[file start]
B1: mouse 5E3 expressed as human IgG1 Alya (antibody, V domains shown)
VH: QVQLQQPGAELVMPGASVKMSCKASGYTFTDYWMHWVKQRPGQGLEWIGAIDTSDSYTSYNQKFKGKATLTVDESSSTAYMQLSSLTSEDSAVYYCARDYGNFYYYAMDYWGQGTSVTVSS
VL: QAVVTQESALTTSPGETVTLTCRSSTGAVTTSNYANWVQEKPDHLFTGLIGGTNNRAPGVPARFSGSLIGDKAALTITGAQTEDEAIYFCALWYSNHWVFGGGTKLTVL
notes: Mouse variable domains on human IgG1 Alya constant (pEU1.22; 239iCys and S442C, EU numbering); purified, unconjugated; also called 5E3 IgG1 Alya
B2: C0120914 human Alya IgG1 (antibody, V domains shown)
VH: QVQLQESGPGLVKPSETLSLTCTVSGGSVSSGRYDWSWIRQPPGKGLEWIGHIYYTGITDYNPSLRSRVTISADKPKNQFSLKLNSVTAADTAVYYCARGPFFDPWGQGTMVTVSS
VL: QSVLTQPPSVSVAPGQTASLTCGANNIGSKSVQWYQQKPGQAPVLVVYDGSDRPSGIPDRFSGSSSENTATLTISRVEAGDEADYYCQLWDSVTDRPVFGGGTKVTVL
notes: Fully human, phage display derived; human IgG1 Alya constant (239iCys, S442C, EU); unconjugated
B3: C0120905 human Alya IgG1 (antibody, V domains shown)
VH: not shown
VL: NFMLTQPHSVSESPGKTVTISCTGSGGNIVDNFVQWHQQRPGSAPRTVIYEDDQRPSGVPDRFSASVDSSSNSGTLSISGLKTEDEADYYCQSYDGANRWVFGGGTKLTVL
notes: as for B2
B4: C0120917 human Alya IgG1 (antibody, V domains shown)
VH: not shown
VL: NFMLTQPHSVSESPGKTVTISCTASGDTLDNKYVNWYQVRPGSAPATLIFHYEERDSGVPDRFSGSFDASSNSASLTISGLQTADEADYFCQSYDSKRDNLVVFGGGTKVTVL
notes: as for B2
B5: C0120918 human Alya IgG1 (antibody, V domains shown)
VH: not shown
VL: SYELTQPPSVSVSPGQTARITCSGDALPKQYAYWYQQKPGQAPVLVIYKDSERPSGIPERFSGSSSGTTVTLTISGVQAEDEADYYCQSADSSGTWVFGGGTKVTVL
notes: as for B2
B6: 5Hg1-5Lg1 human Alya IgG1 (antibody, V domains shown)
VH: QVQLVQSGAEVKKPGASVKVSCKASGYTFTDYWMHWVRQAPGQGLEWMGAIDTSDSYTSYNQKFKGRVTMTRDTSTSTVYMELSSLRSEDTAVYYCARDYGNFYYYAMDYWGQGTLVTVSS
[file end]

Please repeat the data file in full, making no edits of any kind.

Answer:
B1: mouse 5E3 expressed as human IgG1 Alya (antibody, V domains shown)
VH: QVQLQQPGAELVMPGASVKMSCKASGYTFTDYWMHWVKQRPGQGLEWIGAIDTSDSYTSYNQKFKGKATLTVDESSSTAYMQLSSLTSEDSAVYYCARDYGNFYYYAMDYWGQGTSVTVSS
VL: QAVVTQESALTTSPGETVTLTCRSSTGAVTTSNYANWVQEKPDHLFTGLIGGTNNRAPGVPARFSGSLIGDKAALTITGAQTEDEAIYFCALWYSNHWVFGGGTKLTVL
notes: Mouse variable domains on human IgG1 Alya constant (pEU1.22; 239iCys and S442C, EU numbering); purified, unconjugated; also called 5E3 IgG1 Alya
B2: C0120914 human Alya IgG1 (antibody, V domains shown)
VH: QVQLQESGPGLVKPSETLSLTCTVSGGSVSSGRYDWSWIRQPPGKGLEWIGHIYYTGITDYNPSLRSRVTISADKPKNQFSLKLNSVTAADTAVYYCARGPFFDPWGQGTMVTVSS
VL: QSVLTQPPSVSVAPGQTASLTCGANNIGSKSVQWYQQKPGQAPVLVVYDGSDRPSGIPDRFSGSSSENTATLTISRVEAGDEADYYCQLWDSVTDRPVFGGGTKVTVL
notes: Fully human, phage display derived; human IgG1 Alya constant (239iCys, S442C, EU); unconjugated
B3: C0120905 human Alya IgG1 (antibody, V domains shown)
VH: not shown
VL: NFMLTQPHSVSESPGKTVTISCTGSGGNIVDNFVQWHQQRPGSAPRTVIYEDDQRPSGVPDRFSASVDSSSNSGTLSISGLKTEDEADYYCQSYDGANRWVFGGGTKLTVL
notes: as for B2
B4: C0120917 human Alya IgG1 (antibody, V domains shown)
VH: not shown
VL: NFMLTQPHSVSESPGKTVTISCTASGDTLDNKYVNWYQVRPGSAPATLIFHYEERDSGVPDRFSGSFDASSNSASLTISGLQTADEADYFCQSYDSKRDNLVVFGGGTKVTVL
notes: as for B2
B5: C0120918 human Alya IgG1 (antibody, V domains shown)
VH: not shown
VL: SYELTQPPSVSVSPGQTARITCSGDALPKQYAYWYQQKPGQAPVLVIYKDSERPSGIPERFSGSSSGTTVTLTISGVQAEDEADYYCQSADSSGTWVFGGGTKVTVL
notes: as for B2
B6: 5Hg1-5Lg1 human Alya IgG1 (antibody, V domains shown)
VH: QVQLVQSGAEVKKPGASVKVSCKASGYTFTDYWMHWVRQAPGQGLEWMGAIDTSDSYTSYNQKFKGRVTMTRDTSTSTVYMELSSLRSEDTAVYYCARDYGNFYYYAMDYWGQGTLVTVSS